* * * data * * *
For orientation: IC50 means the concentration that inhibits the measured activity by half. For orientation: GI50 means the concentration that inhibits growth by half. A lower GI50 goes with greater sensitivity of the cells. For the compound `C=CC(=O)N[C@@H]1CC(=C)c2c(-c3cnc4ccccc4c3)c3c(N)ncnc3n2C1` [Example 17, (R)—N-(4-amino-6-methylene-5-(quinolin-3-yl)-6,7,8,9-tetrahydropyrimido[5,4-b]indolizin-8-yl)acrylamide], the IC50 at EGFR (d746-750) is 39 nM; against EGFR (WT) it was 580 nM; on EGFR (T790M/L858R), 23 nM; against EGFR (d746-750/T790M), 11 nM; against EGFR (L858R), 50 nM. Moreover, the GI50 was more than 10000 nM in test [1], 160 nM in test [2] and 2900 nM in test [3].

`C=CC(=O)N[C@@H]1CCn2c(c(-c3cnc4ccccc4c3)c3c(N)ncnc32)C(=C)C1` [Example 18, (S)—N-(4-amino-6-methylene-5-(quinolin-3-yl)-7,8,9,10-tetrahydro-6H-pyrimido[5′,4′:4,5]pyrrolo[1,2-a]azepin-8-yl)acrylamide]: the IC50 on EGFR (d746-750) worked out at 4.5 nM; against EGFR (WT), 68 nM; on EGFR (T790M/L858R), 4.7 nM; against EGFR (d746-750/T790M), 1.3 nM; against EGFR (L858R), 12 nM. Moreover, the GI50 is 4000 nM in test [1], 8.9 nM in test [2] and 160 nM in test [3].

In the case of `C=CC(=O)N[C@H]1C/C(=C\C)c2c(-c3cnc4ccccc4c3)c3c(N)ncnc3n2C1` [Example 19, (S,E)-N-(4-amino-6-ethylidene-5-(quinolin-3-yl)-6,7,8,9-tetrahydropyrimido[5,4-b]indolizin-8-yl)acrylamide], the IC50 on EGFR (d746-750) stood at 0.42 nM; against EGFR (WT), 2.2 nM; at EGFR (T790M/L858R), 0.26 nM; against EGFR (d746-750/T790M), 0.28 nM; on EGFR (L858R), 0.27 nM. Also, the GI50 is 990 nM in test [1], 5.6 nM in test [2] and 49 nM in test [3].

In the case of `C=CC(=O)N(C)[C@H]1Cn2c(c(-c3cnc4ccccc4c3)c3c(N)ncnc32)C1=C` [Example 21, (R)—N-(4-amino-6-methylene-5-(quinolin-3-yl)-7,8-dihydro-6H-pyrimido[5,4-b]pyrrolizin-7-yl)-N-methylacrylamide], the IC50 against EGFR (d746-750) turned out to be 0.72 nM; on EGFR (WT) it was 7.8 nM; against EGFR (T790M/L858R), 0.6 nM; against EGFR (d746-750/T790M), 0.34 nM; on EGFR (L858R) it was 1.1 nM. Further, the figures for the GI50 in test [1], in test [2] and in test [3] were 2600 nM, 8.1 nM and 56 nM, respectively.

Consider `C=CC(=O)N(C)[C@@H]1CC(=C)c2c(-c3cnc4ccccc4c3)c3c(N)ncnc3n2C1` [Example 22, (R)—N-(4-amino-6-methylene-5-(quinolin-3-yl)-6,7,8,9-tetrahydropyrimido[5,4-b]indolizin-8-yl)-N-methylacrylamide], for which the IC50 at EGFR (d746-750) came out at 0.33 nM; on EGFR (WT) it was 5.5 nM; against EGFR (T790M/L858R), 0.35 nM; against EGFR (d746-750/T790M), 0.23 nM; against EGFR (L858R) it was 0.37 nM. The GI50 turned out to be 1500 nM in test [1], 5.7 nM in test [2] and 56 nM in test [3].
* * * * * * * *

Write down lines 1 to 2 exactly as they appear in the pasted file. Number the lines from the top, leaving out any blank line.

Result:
For orientation: IC50 means the concentration that inhibits the measured activity by half. For orientation: GI50 means the concentration that inhibits growth by half. A lower GI50 goes with greater sensitivity of the cells. For the compound `C=CC(=O)N[C@@H]1CC(=C)c2c(-c3cnc4ccccc4c3)c3c(N)ncnc3n2C1` [Example 17, (R)—N-(4-amino-6-methylene-5-(quinolin-3-yl)-6,7,8,9-tetrahydropyrimido[5,4-b]indolizin-8-yl)acrylamide], the IC50 at EGFR (d746-750) is 39 nM; against EGFR (WT) it was 580 nM; on EGFR (T790M/L858R), 23 nM; against EGFR (d746-750/T790M), 11 nM; against EGFR (L858R), 50 nM. Moreover, the GI50 was more than 10000 nM in test [1], 160 nM in test [2] and 2900 nM in test [3].

`C=CC(=O)N[C@@H]1CCn2c(c(-c3cnc4ccccc4c3)c3c(N)ncnc32)C(=C)C1` [Example 18, (S)—N-(4-amino-6-methylene-5-(quinolin-3-yl)-7,8,9,10-tetrahydro-6H-pyrimido[5′,4′:4,5]pyrrolo[1,2-a]azepin-8-yl)acrylamide]: the IC50 on EGFR (d746-750) worked out at 4.5 nM; against EGFR (WT), 68 nM; on EGFR (T790M/L858R), 4.7 nM; against EGFR (d746-750/T790M), 1.3 nM; against EGFR (L858R), 12 nM. Moreover, the GI50 is 4000 nM in test [1], 8.9 nM in test [2] and 160 nM in test [3].